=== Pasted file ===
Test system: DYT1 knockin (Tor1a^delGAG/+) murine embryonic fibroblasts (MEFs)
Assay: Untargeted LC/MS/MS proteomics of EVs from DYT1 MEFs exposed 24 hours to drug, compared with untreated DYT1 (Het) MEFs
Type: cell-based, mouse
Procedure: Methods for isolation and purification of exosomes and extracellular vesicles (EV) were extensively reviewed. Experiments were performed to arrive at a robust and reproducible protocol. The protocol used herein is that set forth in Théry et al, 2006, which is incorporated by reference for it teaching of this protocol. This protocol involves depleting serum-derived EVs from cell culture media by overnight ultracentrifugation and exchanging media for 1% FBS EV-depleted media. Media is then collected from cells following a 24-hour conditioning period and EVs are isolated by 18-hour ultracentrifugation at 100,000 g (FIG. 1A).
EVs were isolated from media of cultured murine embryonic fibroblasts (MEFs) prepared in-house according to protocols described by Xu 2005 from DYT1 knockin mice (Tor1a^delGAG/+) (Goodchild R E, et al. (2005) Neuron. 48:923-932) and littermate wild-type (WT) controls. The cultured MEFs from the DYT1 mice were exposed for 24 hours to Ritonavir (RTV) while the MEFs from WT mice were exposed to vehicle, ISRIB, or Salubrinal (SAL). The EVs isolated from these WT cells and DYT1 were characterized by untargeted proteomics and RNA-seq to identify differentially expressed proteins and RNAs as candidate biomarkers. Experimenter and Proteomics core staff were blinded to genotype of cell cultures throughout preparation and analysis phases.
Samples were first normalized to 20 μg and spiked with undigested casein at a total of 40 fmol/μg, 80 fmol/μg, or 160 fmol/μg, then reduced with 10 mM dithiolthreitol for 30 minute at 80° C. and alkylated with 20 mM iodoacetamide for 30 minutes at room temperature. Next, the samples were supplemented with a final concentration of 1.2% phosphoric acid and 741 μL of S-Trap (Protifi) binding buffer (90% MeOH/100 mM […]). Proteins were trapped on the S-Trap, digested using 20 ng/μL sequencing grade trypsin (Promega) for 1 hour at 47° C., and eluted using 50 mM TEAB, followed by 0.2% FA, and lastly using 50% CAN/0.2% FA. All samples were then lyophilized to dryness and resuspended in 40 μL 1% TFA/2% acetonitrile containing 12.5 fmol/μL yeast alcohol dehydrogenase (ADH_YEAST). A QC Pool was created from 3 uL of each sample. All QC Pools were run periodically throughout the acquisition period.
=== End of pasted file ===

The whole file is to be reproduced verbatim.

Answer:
Test system: DYT1 knockin (Tor1a^delGAG/+) murine embryonic fibroblasts (MEFs)
Assay: Untargeted LC/MS/MS proteomics of EVs from DYT1 MEFs exposed 24 hours to drug, compared with untreated DYT1 (Het) MEFs
Type: cell-based, mouse
Procedure: Methods for isolation and purification of exosomes and extracellular vesicles (EV) were extensively reviewed. Experiments were performed to arrive at a robust and reproducible protocol. The protocol used herein is that set forth in Théry et al, 2006, which is incorporated by reference for it teaching of this protocol. This protocol involves depleting serum-derived EVs from cell culture media by overnight ultracentrifugation and exchanging media for 1% FBS EV-depleted media. Media is then collected from cells following a 24-hour conditioning period and EVs are isolated by 18-hour ultracentrifugation at 100,000 g (FIG. 1A).
EVs were isolated from media of cultured murine embryonic fibroblasts (MEFs) prepared in-house according to protocols described by Xu 2005 from DYT1 knockin mice (Tor1a^delGAG/+) (Goodchild R E, et al. (2005) Neuron. 48:923-932) and littermate wild-type (WT) controls. The cultured MEFs from the DYT1 mice were exposed for 24 hours to Ritonavir (RTV) while the MEFs from WT mice were exposed to vehicle, ISRIB, or Salubrinal (SAL). The EVs isolated from these WT cells and DYT1 were characterized by untargeted proteomics and RNA-seq to identify differentially expressed proteins and RNAs as candidate biomarkers. Experimenter and Proteomics core staff were blinded to genotype of cell cultures throughout preparation and analysis phases.
Samples were first normalized to 20 μg and spiked with undigested casein at a total of 40 fmol/μg, 80 fmol/μg, or 160 fmol/μg, then reduced with 10 mM dithiolthreitol for 30 minute at 80° C. and alkylated with 20 mM iodoacetamide for 30 minutes at room temperature. Next, the samples were supplemented with a final concentration of 1.2% phosphoric acid and 741 μL of S-Trap (Protifi) binding buffer (90% MeOH/100 mM […]). Proteins were trapped on the S-Trap, digested using 20 ng/μL sequencing grade trypsin (Promega) for 1 hour at 47° C., and eluted using 50 mM TEAB, followed by 0.2% FA, and lastly using 50% CAN/0.2% FA. All samples were then lyophilized to dryness and resuspended in 40 μL 1% TFA/2% acetonitrile containing 12.5 fmol/μL yeast alcohol dehydrogenase (ADH_YEAST). A QC Pool was created from 3 uL of each sample. All QC Pools were run periodically throughout the acquisition period.